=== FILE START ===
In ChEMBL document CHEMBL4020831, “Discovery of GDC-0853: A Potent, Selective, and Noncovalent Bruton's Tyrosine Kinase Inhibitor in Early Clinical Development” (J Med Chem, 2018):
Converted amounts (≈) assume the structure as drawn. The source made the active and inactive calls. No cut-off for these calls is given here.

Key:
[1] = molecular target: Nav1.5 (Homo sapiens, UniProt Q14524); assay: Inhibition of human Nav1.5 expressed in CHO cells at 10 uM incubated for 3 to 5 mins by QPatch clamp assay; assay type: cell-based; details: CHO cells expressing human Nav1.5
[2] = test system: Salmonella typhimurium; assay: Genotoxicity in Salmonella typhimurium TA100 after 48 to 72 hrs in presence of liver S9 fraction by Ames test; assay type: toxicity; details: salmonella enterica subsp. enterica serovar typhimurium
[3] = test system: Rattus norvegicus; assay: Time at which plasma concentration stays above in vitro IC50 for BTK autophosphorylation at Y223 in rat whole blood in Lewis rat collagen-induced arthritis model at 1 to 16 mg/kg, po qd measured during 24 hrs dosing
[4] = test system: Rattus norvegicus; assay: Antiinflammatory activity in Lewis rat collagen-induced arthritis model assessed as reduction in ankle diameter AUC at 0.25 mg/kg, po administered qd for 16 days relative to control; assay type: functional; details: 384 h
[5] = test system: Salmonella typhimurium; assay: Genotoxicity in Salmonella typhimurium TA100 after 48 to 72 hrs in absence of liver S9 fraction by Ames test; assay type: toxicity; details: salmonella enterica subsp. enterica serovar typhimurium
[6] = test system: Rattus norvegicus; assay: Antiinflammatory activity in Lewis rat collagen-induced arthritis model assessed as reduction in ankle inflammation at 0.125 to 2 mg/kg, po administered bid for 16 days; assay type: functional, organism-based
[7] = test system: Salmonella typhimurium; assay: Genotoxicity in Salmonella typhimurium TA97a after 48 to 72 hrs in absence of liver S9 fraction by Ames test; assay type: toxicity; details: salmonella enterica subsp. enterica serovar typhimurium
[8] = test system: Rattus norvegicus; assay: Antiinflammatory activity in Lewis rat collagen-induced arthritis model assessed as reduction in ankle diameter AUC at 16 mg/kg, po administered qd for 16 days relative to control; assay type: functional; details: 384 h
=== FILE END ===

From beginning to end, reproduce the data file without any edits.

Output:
In ChEMBL document CHEMBL4020831, “Discovery of GDC-0853: A Potent, Selective, and Noncovalent Bruton's Tyrosine Kinase Inhibitor in Early Clinical Development” (J Med Chem, 2018):
Converted amounts (≈) assume the structure as drawn. The source made the active and inactive calls. No cut-off for these calls is given here.

Key:
[1] = molecular target: Nav1.5 (Homo sapiens, UniProt Q14524); assay: Inhibition of human Nav1.5 expressed in CHO cells at 10 uM incubated for 3 to 5 mins by QPatch clamp assay; assay type: cell-based; details: CHO cells expressing human Nav1.5
[2] = test system: Salmonella typhimurium; assay: Genotoxicity in Salmonella typhimurium TA100 after 48 to 72 hrs in presence of liver S9 fraction by Ames test; assay type: toxicity; details: salmonella enterica subsp. enterica serovar typhimurium
[3] = test system: Rattus norvegicus; assay: Time at which plasma concentration stays above in vitro IC50 for BTK autophosphorylation at Y223 in rat whole blood in Lewis rat collagen-induced arthritis model at 1 to 16 mg/kg, po qd measured during 24 hrs dosing
[4] = test system: Rattus norvegicus; assay: Antiinflammatory activity in Lewis rat collagen-induced arthritis model assessed as reduction in ankle diameter AUC at 0.25 mg/kg, po administered qd for 16 days relative to control; assay type: functional; details: 384 h
[5] = test system: Salmonella typhimurium; assay: Genotoxicity in Salmonella typhimurium TA100 after 48 to 72 hrs in absence of liver S9 fraction by Ames test; assay type: toxicity; details: salmonella enterica subsp. enterica serovar typhimurium
[6] = test system: Rattus norvegicus; assay: Antiinflammatory activity in Lewis rat collagen-induced arthritis model assessed as reduction in ankle inflammation at 0.125 to 2 mg/kg, po administered bid for 16 days; assay type: functional, organism-based
[7] = test system: Salmonella typhimurium; assay: Genotoxicity in Salmonella typhimurium TA97a after 48 to 72 hrs in absence of liver S9 fraction by Ames test; assay type: toxicity; details: salmonella enterica subsp. enterica serovar typhimurium
[8] = test system: Rattus norvegicus; assay: Antiinflammatory activity in Lewis rat collagen-induced arthritis model assessed as reduction in ankle diameter AUC at 16 mg/kg, po administered qd for 16 days relative to control; assay type: functional; details: 384 h